JAKARTA/TIMIKA, Indonesia (Reuters) – Armed separatists have occupied five villages in Indonesia’s Papua province, threatening to disrupt Freeport-McMoRan Inc’s giant Grasberg copper mine, which has already been hit this year by labor unrest and a dispute over operating rights.
A state of emergency has been declared and around 300 additional security forces have been deployed to the mining area of the eastern province after a string of shootings since Aug. 17 that killed one police officer and wounded six.
“They want to disrupt Freeport’s operations,” said Suryadi Diaz, a spokesman for the Papua police. “(Freeport) is rich but they are poor, so they just want justice,” Diaz said, adding that the militants were a splinter group of the separatist Free Papua Movement (OPM).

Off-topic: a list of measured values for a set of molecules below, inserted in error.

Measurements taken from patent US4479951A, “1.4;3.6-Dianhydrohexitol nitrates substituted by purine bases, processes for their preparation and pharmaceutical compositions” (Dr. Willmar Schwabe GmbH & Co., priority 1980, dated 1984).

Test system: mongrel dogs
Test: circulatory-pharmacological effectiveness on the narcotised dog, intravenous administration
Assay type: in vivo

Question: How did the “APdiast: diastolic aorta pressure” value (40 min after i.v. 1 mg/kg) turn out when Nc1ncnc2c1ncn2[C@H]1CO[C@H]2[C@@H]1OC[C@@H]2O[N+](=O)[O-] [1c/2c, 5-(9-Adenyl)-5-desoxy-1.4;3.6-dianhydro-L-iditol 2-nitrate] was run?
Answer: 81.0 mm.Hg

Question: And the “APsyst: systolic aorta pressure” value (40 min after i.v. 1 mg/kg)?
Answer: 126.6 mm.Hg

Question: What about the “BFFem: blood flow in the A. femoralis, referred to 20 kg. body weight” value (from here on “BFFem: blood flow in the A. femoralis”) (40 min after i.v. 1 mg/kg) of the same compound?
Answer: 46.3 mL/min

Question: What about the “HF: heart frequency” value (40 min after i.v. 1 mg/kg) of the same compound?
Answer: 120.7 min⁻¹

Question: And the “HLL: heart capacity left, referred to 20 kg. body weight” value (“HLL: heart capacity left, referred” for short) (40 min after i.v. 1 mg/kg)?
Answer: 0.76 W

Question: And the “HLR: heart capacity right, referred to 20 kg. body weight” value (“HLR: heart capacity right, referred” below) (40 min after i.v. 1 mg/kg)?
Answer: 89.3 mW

Freeport Indonesia spokesman Riza Pratama said the company was “deeply concerned” about security and was using armored cars and helicopters to ferry workers to and from the Grasberg mine in the province’s Mimika regency.
He said attacks had been launched along the road near the town of Tembagapura, about 10 km (6 miles) from the mine, where families of employees – including expatriates – live. He added that so far there had been no impact on production and shipments from Grasberg, the world’s second-biggest copper mine.